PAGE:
Table of Contents
In this issue
Japan’s crypto tax law: An industry group urges tax change
Don’t write off Bitcoin NFTs
Litecoin’s halving: Prices fall
From the Editor’s Desk
The only two certainties in life may be death and taxes – at least according to U.S. founding father Benjamin Franklin – but for the digital asset industry in Japan, those two ugly twins morph into one: death by taxes.
The Japan Blockchain Association’s recent request for a rethink of Japan’s high taxation of cryptocurrency activity can thus be seen as a cry for help, of sorts, from an industry lobby that may not have much industry left to lobby for if crypto and other digital asset businesses continue to depart Japan due to those taxes.
Yet a look around the region should also serve as a reminder that favorable tax rates are not everything. Other East Asian jurisdictions seeking to develop as digital asset hubs offer crypto taxes much kinder than Japan’s, but other ingredients of the not-so-secret sauce that can bring digital asset companies to the table aren’t always on the menu.
South Korea’s forthcoming rules framework, which is set to find expression in the country’s Digital Asset Basic Act next year, promises to go a long way toward providing regulatory certainty for digital asset businesses, yet we’re not witnessing a rush on Seoul.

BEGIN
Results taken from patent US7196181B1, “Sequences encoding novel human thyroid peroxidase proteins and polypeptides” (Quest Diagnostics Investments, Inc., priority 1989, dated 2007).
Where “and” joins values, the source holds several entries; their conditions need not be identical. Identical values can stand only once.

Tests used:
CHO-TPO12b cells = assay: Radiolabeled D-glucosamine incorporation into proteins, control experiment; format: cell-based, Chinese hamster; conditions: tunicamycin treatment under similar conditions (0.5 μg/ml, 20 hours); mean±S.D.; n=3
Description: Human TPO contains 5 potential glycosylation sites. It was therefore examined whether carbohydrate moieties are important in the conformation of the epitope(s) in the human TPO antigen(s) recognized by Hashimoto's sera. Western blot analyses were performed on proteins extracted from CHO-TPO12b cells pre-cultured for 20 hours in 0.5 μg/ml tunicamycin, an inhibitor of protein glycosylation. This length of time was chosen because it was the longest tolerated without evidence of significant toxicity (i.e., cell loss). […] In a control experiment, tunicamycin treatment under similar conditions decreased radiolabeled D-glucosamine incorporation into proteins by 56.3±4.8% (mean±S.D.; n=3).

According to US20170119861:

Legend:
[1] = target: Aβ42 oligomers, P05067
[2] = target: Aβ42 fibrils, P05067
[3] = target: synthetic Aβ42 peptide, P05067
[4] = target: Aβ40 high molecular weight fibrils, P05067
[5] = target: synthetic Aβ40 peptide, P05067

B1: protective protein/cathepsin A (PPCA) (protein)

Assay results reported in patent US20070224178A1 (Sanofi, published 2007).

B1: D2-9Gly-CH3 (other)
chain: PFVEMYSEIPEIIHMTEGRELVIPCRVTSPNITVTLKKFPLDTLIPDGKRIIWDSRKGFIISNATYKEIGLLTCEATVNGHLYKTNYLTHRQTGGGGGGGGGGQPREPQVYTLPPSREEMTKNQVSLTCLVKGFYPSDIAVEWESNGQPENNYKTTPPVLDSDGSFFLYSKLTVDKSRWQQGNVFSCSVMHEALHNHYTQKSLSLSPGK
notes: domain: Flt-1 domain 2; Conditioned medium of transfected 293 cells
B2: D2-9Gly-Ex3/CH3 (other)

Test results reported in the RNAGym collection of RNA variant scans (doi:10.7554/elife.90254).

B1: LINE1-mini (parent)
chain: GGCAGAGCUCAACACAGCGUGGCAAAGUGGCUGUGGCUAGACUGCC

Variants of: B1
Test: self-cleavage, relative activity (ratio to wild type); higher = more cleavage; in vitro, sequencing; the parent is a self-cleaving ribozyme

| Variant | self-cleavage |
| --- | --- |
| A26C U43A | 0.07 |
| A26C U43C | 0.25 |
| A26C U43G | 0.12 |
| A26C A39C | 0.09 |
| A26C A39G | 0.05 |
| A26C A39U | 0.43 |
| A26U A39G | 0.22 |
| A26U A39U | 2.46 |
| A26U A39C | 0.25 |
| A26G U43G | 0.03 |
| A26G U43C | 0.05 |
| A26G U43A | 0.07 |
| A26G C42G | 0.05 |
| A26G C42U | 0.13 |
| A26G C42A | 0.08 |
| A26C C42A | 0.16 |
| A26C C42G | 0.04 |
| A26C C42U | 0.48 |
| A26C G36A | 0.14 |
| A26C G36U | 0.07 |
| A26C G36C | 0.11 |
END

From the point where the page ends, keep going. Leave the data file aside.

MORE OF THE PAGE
Hong Kong has done much touting of its own supposedly crypto-friendly regulatory arrangements, even though in reality they’re quite restrictive.
And Singapore, true to form, has made it clear that digital assets are welcome if they’re run by TradFi and off limits to the “little people”.
If governments want to mix the sauce right, they need to take a holistic approach to supporting the digital asset ecosystem and not simply hope that lower taxes might do the trick. In short, they need to step up and do just what they would for any other promising new industry.
It seems almost too easy. So what are policymakers waiting for?
Until the next time,
Founder and Editor-in-Chief
1. Call for change